Toggle Bar

What Happens to Recyclables?

Ever wonder what happens to your old soda cans, glass bottles, and cereal boxes you throw in the recycling bin?  Keep reading to find out!

  • Plastics
    • When sorted correctly, plastic is an extremely valuable recycled commodity.  Upon arrival at the MRF, plastics are sorted and cleaned of impurities, such as caps and labels.  Next the plastic is melted down into pellets and then sold to manufacturers.  Recycled plastics can be made into bottles, food containers, carpeting, upholstery, fleece jackets, and even benches and patio furniture!
        
  • Paper and Cardboard
    • Once sorted at the MRF, paper and cardboard is sold to a paper mill, where it is shredded, treated, pressed, rolled, and dried.  Each time paper is recycled, the fiber shortens, lessening the quality of the final product.  The EPA estimates that a piece of paper can be recycled five to seven times before the fibers become too short to be recycled.  It is particularly important to recycle corrugated cardboard because the fibers are long and strong, giving the material a long future of being recycled.  Recycled paper material with long fibers is often made into office paper or cardboard, while material with short fiber is made into tissues, toilet paper, and egg cartons.
           
        
  • Aluminum
    • Aluminum is 100% recyclable and the material does not degrade during the recycling process - making aluminum the most valuable material in your recycling bin.  In fact, it only takes 60 days for aluminum to be recycled and returned to the store to be used again!  At the MRF, the material is cleaned, melted, and sent to a mill to be made into new products.  The process is particularly economically viable as recycling one aluminum can saves 95% of the energy it would take to form an aluminum can from virgin material.  Most recycled aluminum is used for new soda cans, but it is also used for bicycles and car parts!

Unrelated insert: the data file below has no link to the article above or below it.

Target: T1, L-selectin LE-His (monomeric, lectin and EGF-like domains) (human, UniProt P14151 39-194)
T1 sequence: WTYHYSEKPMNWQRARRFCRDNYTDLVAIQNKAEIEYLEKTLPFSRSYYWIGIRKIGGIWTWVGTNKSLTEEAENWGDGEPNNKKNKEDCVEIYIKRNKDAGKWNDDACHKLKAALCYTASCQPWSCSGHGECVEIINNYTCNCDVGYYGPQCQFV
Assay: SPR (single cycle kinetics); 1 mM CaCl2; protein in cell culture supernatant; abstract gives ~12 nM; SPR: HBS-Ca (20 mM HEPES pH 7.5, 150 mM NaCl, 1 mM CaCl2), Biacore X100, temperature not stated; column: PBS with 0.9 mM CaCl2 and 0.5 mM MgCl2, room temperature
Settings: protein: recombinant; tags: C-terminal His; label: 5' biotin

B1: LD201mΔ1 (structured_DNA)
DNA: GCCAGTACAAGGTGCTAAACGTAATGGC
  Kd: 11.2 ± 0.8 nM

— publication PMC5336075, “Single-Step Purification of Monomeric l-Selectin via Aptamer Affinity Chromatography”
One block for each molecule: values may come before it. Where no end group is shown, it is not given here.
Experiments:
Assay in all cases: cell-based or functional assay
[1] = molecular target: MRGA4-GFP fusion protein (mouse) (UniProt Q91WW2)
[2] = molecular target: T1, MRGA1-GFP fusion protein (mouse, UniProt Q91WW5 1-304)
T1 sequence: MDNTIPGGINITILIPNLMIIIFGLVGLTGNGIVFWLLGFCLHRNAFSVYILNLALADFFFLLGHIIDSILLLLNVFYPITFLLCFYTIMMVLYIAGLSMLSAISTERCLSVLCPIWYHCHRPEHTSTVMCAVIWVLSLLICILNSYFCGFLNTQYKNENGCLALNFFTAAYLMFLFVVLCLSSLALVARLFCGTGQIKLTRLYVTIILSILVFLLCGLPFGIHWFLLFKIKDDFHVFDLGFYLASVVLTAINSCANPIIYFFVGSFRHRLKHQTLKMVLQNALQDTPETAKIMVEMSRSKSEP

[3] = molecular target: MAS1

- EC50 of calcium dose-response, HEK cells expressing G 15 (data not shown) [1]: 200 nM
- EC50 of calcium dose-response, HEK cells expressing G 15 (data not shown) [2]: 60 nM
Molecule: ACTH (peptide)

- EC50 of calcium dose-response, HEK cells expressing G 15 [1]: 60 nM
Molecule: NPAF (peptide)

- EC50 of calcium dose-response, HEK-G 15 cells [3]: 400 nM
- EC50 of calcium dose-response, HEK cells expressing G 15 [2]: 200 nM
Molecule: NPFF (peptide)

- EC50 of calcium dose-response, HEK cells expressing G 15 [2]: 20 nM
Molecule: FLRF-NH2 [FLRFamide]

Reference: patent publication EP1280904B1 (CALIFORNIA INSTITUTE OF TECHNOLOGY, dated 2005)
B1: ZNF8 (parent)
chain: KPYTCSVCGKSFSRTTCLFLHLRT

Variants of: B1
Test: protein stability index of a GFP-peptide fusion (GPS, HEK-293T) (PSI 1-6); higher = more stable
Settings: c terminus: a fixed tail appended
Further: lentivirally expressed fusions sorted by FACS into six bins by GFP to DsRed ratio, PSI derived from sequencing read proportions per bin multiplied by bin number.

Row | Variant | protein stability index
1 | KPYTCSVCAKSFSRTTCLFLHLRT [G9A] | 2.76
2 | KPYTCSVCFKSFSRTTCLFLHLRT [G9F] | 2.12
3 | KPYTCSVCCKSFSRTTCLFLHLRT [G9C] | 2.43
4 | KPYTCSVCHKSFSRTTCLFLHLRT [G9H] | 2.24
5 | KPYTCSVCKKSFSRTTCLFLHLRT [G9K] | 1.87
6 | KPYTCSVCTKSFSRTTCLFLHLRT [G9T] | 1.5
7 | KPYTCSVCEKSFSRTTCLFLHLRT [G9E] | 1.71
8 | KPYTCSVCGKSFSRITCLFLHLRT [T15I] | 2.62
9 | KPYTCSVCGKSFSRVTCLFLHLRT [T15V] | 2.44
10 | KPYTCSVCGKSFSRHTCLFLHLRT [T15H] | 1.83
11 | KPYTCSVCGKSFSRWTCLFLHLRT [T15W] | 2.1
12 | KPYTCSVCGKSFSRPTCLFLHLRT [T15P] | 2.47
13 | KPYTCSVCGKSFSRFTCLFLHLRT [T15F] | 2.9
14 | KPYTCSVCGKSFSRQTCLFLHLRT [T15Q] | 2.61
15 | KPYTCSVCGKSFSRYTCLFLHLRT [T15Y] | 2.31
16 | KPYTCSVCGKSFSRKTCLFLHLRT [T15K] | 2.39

• Glass
    • Once sorted at the MRF, glass is cleaned and broken into fine pieces, called cullet.  Cullet saves energy and extends equipment life because it is less expensive than virgin materials and melts at a lower temperature.  Glass food and beverage containers are 100% recyclable and do not lose quality in the process.  The recycled material is made into new glass containers, fiberglass, and ceramic tiles!
          

The most important thing to remember is that the success of the recycling process fully depends on the community's knowledge of recyclable materials and your dedication to minimize the amount of contamination in the recycling bin!

Attachments:
Download this file (recycling matters.jpg)Recycling Matters100 kB

Recycling Containers

Cloudy

40°F

Garvin Park

Cloudy

Humidity: 88%

Wind: 7 mph

  • 26 Mar 2017

    Cloudy 42°F 36°F

  • 27 Mar 2017

    Mostly Cloudy 52°F 33°F

Please publish modules in offcanvas position.